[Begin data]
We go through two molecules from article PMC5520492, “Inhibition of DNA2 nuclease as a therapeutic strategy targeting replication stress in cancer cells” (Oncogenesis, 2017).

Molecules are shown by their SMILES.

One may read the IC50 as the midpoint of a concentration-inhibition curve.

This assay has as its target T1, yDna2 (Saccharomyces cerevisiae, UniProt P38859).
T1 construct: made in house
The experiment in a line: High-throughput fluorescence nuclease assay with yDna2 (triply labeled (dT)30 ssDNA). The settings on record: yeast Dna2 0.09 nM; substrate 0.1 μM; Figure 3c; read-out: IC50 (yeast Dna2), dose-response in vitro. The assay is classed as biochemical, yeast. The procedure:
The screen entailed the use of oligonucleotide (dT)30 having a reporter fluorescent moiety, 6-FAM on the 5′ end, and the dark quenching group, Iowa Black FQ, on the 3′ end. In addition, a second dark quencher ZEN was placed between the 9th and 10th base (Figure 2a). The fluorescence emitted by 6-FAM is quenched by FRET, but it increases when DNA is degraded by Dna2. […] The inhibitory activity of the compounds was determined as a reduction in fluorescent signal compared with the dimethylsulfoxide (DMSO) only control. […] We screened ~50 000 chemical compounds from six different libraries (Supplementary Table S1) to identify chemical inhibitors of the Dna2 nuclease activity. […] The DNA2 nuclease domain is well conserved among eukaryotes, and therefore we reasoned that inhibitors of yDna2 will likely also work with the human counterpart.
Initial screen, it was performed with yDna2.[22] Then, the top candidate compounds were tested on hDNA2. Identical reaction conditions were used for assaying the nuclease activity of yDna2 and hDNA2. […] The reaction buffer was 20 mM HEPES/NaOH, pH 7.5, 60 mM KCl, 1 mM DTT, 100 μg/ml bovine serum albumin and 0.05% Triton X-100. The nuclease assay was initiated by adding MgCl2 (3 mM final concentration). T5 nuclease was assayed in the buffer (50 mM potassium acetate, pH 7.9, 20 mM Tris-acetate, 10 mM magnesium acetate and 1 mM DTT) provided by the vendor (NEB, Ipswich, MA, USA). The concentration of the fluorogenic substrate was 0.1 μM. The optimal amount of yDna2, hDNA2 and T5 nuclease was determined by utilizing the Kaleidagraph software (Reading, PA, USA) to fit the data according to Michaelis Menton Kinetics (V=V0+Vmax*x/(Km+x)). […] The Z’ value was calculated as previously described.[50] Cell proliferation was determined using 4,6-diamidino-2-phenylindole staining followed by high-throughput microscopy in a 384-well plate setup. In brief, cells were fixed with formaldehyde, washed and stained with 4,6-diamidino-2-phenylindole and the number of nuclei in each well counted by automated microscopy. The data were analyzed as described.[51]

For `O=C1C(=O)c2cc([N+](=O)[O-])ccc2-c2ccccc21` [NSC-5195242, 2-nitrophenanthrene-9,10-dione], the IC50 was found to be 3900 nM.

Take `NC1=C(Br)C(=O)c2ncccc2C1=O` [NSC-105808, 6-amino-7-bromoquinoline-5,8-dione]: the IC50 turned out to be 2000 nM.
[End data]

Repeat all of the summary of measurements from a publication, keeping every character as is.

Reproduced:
We go through two molecules from article PMC5520492, “Inhibition of DNA2 nuclease as a therapeutic strategy targeting replication stress in cancer cells” (Oncogenesis, 2017).

Molecules are shown by their SMILES.

One may read the IC50 as the midpoint of a concentration-inhibition curve.

This assay has as its target T1, yDna2 (Saccharomyces cerevisiae, UniProt P38859).
T1 construct: made in house
The experiment in a line: High-throughput fluorescence nuclease assay with yDna2 (triply labeled (dT)30 ssDNA). The settings on record: yeast Dna2 0.09 nM; substrate 0.1 μM; Figure 3c; read-out: IC50 (yeast Dna2), dose-response in vitro. The assay is classed as biochemical, yeast. The procedure:
The screen entailed the use of oligonucleotide (dT)30 having a reporter fluorescent moiety, 6-FAM on the 5′ end, and the dark quenching group, Iowa Black FQ, on the 3′ end. In addition, a second dark quencher ZEN was placed between the 9th and 10th base (Figure 2a). The fluorescence emitted by 6-FAM is quenched by FRET, but it increases when DNA is degraded by Dna2. […] The inhibitory activity of the compounds was determined as a reduction in fluorescent signal compared with the dimethylsulfoxide (DMSO) only control. […] We screened ~50 000 chemical compounds from six different libraries (Supplementary Table S1) to identify chemical inhibitors of the Dna2 nuclease activity. […] The DNA2 nuclease domain is well conserved among eukaryotes, and therefore we reasoned that inhibitors of yDna2 will likely also work with the human counterpart.
Initial screen, it was performed with yDna2.[22] Then, the top candidate compounds were tested on hDNA2. Identical reaction conditions were used for assaying the nuclease activity of yDna2 and hDNA2. […] The reaction buffer was 20 mM HEPES/NaOH, pH 7.5, 60 mM KCl, 1 mM DTT, 100 μg/ml bovine serum albumin and 0.05% Triton X-100. The nuclease assay was initiated by adding MgCl2 (3 mM final concentration). T5 nuclease was assayed in the buffer (50 mM potassium acetate, pH 7.9, 20 mM Tris-acetate, 10 mM magnesium acetate and 1 mM DTT) provided by the vendor (NEB, Ipswich, MA, USA). The concentration of the fluorogenic substrate was 0.1 μM. The optimal amount of yDna2, hDNA2 and T5 nuclease was determined by utilizing the Kaleidagraph software (Reading, PA, USA) to fit the data according to Michaelis Menton Kinetics (V=V0+Vmax*x/(Km+x)). […] The Z’ value was calculated as previously described.[50] Cell proliferation was determined using 4,6-diamidino-2-phenylindole staining followed by high-throughput microscopy in a 384-well plate setup. In brief, cells were fixed with formaldehyde, washed and stained with 4,6-diamidino-2-phenylindole and the number of nuclei in each well counted by automated microscopy. The data were analyzed as described.[51]

For `O=C1C(=O)c2cc([N+](=O)[O-])ccc2-c2ccccc21` [NSC-5195242, 2-nitrophenanthrene-9,10-dione], the IC50 was found to be 3900 nM.

Take `NC1=C(Br)C(=O)c2ncccc2C1=O` [NSC-105808, 6-amino-7-bromoquinoline-5,8-dione]: the IC50 turned out to be 2000 nM.